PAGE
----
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Scientists accidentally create new fish

Discuss its potential for sustainable aquaculture


October 6, 2020
By Liza Mayer


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Nicknamed ‘sturddlefish,’ the new hybrid is a combination of American paddlefish and Russian sturgeon Photo: Florian Toth via The New York Times

A new fish hybrid accidentally bred in a Hungarian lab made the news this past summer and the Internet quickly nicknamed it “sturddlefish” because it is a cross between an American paddlefish and a Russian sturgeon.

While it may be tempting to explore its commercial prospects, the researchers that inadvertently created the hybrid say its aquaculture potential is still a subject for debate.

But suppose the sturddlefish inherited the paddlefish parent’s planktivorous feeding habit, “the new hybrid can play an important role in adapting pond aquaculture to the challenges of climate change,” the researchers said.

“Non-fed species have a lower carbon footprint than fed ones, and the co-culture of a filter feeder with relatively high market value as a supplementary species would strengthen pond aquaculture both from an ecological and environmental perspective.”

But it’s too early in the game, as noted earlier.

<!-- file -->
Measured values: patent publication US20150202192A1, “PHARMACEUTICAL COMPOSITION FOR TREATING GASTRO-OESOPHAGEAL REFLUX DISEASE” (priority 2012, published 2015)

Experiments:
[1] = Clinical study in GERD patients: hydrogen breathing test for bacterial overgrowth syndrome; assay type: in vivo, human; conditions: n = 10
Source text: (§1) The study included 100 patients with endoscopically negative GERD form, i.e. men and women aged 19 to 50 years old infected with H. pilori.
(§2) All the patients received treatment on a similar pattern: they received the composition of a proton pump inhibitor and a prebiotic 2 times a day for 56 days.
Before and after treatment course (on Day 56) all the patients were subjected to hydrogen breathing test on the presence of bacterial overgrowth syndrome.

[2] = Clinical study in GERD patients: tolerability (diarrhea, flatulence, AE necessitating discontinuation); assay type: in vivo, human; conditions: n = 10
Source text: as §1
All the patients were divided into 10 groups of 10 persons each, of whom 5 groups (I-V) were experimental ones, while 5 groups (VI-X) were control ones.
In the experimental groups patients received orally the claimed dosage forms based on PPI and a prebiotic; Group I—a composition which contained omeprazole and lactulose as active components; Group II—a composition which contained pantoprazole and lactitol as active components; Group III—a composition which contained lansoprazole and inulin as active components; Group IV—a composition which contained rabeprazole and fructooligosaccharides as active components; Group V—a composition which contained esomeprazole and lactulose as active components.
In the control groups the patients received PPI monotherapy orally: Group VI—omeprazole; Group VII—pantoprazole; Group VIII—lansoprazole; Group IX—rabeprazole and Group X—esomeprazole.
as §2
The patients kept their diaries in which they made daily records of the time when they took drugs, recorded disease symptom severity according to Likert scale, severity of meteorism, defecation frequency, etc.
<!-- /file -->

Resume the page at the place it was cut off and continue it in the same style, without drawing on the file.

How could this species have been bred by chance anyway?

According to the paper published in the journal Genes, the original intention of the researchers from Hungary’s National Agricultural Research and Innovation Centre and Research Institute for Fisheries and Aquaculture, was to apply gynogenesis. This is a system of asexual reproduction where, in this case, only the sperm of the American paddlefish is required – but not its DNA – to fertilize the egg of the Russian sturgeon.

To their surprise, the eggs produced fish. The researcher said this was the first successful hybridization between these two species.

This is not the first sturgeon hybrid, however. Sturgeon hybrids are commonly used in aquaculture to exploit the advantages of the superior qualities of the individuals being crossbred. In fact, another study estimated that hybrids account for approximately 35 percent of global sturgeon meat and 20 percent of caviar production.


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